In March 2006, Automattic filed to register the WordPress trademark, and the competing interests of WordPress (the open-source project) and WordPress.com (the commercial enterprise) again clashed.
Trademark registrations can be slow processes; a registrant has to demonstrate that they’re proactively protecting that trademark. Toni Schneider spent many of his early years at Automattic doing just that. It was a challenge, he says, to figure out “how can we make this a very open brand that lots of people can participate in but it doesn’t just turn into some mess that doesn’t mean anything in the marketplace because everybody just uses it in different ways.” The large ecosystem around WordPress can make it difficult for users to know who they’re dealing with: the official project? Automattic? A third-party developer or consultant? Avoiding trademark dilution was critical to ensure clarity.
Any trademark can, over time, become generic: the meaning of the name morphs from identifying a specific thing to an entire class. The word “aspirin,” which is used as a general term for a class of medications in the United States, is actually a registered trademark of Bayer in 80 other countries. Office machinery company Xerox once ran an advertising campaign to dissuade people from using “xerox” as a verb. The onus is on the trademark owner to prevent their trademark from becoming generic.
The first meaningful attempt to protect the WordPress trademark sought to establish control over the domain. To successfully register a trademark, the owner has to enforce the trademark consistently. For WordPress this meant a domain policy — a ban on using WordPress in top level domains for any sites other than WordPress.org and WordPress.com. Just before filing, WordPress.org created a domain policy requesting that community members not use “WordPress” in their domains.
Once the application was submitted, Automattic began enforcing the domain guideline to protect the WordPress trademark. Many websites used WordPress in their domain names — community websites, businesses selling WordPress products and services, WordPress fans, and more. There was confusion about what people could and couldn’t do. Could community members use WordPress in the title of their website? Was it okay in subdomains?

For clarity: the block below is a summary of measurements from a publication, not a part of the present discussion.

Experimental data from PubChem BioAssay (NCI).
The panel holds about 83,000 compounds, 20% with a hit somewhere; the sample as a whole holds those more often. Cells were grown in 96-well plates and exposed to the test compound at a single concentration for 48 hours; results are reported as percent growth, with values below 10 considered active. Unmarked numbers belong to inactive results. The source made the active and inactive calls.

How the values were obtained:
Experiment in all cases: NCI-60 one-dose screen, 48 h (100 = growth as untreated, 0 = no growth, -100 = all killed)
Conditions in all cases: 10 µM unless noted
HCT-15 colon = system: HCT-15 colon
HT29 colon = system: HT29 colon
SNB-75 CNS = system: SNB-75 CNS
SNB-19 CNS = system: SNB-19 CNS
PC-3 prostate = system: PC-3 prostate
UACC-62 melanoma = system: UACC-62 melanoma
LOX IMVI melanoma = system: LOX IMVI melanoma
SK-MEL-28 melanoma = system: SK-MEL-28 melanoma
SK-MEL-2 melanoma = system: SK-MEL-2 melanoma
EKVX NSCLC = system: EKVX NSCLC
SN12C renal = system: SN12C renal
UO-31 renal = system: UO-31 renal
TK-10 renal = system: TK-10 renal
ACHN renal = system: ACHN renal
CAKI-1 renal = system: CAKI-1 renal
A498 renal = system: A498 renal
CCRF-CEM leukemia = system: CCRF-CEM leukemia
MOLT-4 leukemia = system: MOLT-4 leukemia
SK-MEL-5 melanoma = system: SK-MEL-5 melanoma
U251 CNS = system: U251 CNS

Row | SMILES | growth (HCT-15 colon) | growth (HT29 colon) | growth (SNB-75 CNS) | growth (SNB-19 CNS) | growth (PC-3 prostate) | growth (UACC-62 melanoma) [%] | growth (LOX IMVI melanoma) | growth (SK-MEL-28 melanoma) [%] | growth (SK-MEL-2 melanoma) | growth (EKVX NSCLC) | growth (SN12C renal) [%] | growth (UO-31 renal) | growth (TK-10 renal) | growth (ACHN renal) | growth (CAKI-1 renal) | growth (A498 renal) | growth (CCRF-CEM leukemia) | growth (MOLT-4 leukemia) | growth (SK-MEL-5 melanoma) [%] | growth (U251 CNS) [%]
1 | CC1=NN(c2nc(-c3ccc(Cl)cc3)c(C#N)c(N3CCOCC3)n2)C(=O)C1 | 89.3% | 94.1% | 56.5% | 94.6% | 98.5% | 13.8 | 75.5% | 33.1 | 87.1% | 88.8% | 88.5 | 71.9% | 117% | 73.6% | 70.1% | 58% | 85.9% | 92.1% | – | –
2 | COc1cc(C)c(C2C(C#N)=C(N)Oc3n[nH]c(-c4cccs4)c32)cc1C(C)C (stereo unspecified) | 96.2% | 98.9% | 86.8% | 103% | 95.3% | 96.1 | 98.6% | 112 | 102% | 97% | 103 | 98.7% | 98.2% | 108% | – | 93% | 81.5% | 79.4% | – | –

In a comment thread on Lorelle VanFossen’s popular blog, community members wonder whether they can use the label “on WordPress” (as in “Lorelle on WordPress”) on their blogs. After lengthy discussion in the comments, Lorelle updated her post to add:
After many discussions with Matt and the WordPress Community and staff, it is official. It is a violation of trademark to use WordPress in your site’s domain name. You may use it in the title and in blog posts, however, please note that using WP or WordPress in the site title implies the site specializes in WordPress content. Don’t disappoint.
The new policy influenced everything from community sites to businesses. International WordPress groups that had set up their own websites — wordpress.dk, wordpress.fr, wordpress.pt — were particularly affected. These community gathering points often had translated documentation, links for localized versions of the software, and support forums to make WordPress fully available to non-English speakers. To these groups, the domain policy felt like a top-down order rather than a community decision. For others who believed that the WordPress name and logo belonged to the project itself, domain restrictions seemed counter to the WordPress ethos.